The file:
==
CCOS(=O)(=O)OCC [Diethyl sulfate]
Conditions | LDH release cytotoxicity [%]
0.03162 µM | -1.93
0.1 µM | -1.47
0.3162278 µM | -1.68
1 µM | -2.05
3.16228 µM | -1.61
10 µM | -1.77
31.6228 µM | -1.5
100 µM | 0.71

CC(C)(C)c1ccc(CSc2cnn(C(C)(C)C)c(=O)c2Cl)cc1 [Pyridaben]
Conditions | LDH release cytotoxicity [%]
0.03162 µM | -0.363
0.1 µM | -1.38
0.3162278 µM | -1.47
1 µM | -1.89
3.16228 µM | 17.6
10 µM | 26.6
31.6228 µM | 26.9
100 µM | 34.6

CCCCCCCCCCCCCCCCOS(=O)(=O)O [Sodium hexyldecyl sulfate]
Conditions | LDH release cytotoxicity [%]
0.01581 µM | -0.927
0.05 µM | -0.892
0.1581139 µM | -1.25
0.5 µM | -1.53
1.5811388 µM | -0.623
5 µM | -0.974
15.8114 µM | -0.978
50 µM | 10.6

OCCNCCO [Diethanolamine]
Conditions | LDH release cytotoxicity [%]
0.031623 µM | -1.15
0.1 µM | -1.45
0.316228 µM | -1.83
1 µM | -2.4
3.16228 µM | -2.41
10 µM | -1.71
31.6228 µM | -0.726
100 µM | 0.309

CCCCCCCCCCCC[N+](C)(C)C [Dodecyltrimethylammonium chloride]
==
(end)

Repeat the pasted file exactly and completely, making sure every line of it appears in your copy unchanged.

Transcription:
CCOS(=O)(=O)OCC [Diethyl sulfate]
Conditions | LDH release cytotoxicity [%]
0.03162 µM | -1.93
0.1 µM | -1.47
0.3162278 µM | -1.68
1 µM | -2.05
3.16228 µM | -1.61
10 µM | -1.77
31.6228 µM | -1.5
100 µM | 0.71

CC(C)(C)c1ccc(CSc2cnn(C(C)(C)C)c(=O)c2Cl)cc1 [Pyridaben]
Conditions | LDH release cytotoxicity [%]
0.03162 µM | -0.363
0.1 µM | -1.38
0.3162278 µM | -1.47
1 µM | -1.89
3.16228 µM | 17.6
10 µM | 26.6
31.6228 µM | 26.9
100 µM | 34.6

CCCCCCCCCCCCCCCCOS(=O)(=O)O [Sodium hexyldecyl sulfate]
Conditions | LDH release cytotoxicity [%]
0.01581 µM | -0.927
0.05 µM | -0.892
0.1581139 µM | -1.25
0.5 µM | -1.53
1.5811388 µM | -0.623
5 µM | -0.974
15.8114 µM | -0.978
50 µM | 10.6

OCCNCCO [Diethanolamine]
Conditions | LDH release cytotoxicity [%]
0.031623 µM | -1.15
0.1 µM | -1.45
0.316228 µM | -1.83
1 µM | -2.4
3.16228 µM | -2.41
10 µM | -1.71
31.6228 µM | -0.726
100 µM | 0.309

CCCCCCCCCCCC[N+](C)(C)C [Dodecyltrimethylammonium chloride]